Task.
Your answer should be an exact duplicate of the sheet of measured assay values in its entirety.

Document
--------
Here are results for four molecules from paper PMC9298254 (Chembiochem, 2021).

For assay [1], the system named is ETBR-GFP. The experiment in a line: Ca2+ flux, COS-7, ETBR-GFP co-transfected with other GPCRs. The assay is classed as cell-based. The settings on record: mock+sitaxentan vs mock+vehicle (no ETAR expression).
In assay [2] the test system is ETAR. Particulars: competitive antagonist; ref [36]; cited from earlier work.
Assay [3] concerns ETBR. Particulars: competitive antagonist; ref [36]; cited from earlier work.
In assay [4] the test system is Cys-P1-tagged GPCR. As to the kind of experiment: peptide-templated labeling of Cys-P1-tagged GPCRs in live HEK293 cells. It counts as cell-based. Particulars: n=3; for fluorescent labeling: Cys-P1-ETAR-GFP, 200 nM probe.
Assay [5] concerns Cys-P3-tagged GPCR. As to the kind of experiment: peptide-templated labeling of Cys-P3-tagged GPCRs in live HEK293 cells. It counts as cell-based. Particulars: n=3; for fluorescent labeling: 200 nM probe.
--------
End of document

Here are results for four molecules from paper PMC9298254 (Chembiochem, 2021).

For assay [1], the system named is ETBR-GFP. The experiment in a line: Ca2+ flux, COS-7, ETBR-GFP co-transfected with other GPCRs. The assay is classed as cell-based. The settings on record: mock+sitaxentan vs mock+vehicle (no ETAR expression).
In assay [2] the test system is ETAR. Particulars: competitive antagonist; ref [36]; cited from earlier work.
Assay [3] concerns ETBR. Particulars: competitive antagonist; ref [36]; cited from earlier work.
In assay [4] the test system is Cys-P1-tagged GPCR. As to the kind of experiment: peptide-templated labeling of Cys-P1-tagged GPCRs in live HEK293 cells. It counts as cell-based. Particulars: n=3; for fluorescent labeling: Cys-P1-ETAR-GFP, 200 nM probe.
Assay [5] concerns Cys-P3-tagged GPCR. As to the kind of experiment: peptide-templated labeling of Cys-P3-tagged GPCRs in live HEK293 cells. It counts as cell-based. Particulars: n=3; for fluorescent labeling: 200 nM probe.